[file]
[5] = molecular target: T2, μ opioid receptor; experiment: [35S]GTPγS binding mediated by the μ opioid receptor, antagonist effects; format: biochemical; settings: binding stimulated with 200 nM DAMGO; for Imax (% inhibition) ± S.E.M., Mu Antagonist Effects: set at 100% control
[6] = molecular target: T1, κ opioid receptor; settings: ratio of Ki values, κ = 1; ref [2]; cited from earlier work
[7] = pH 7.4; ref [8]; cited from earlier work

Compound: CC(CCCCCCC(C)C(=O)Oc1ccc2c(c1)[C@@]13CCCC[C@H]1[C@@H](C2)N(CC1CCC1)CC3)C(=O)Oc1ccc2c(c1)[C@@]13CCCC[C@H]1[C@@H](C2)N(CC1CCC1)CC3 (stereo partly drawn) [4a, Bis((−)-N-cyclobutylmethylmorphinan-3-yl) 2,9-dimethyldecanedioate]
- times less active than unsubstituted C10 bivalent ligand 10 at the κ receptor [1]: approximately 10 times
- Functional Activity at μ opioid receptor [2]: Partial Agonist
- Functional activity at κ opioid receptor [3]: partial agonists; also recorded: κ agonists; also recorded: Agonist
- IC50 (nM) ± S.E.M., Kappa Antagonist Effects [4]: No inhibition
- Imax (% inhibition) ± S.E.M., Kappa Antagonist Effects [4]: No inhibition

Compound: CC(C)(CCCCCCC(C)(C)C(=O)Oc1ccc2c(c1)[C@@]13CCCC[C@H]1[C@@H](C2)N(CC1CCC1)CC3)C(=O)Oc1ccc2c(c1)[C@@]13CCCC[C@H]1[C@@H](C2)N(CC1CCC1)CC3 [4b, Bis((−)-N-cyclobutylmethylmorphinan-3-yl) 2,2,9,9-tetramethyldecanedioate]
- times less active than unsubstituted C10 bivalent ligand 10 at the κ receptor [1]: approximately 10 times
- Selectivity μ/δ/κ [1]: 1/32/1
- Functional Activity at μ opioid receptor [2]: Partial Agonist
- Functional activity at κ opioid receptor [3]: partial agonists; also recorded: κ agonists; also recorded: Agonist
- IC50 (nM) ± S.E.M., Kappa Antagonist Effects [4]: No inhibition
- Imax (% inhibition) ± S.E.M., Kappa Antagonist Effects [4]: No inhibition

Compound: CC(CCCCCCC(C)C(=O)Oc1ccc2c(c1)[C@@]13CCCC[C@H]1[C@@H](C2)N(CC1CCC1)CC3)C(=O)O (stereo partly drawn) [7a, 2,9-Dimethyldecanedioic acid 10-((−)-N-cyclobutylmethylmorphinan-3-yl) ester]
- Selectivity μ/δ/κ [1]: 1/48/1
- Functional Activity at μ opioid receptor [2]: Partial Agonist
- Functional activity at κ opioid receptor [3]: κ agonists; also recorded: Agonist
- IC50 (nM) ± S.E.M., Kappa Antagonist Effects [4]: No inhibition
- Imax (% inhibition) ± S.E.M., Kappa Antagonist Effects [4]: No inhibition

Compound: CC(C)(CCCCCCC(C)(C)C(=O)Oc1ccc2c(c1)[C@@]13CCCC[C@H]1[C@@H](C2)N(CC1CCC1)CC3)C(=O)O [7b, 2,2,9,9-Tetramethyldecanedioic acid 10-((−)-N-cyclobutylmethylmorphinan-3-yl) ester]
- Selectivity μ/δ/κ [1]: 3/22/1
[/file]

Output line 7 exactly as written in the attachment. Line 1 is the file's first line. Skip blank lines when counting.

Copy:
- Functional activity at κ opioid receptor [3]: partial agonists; also recorded: κ agonists; also recorded: Agonist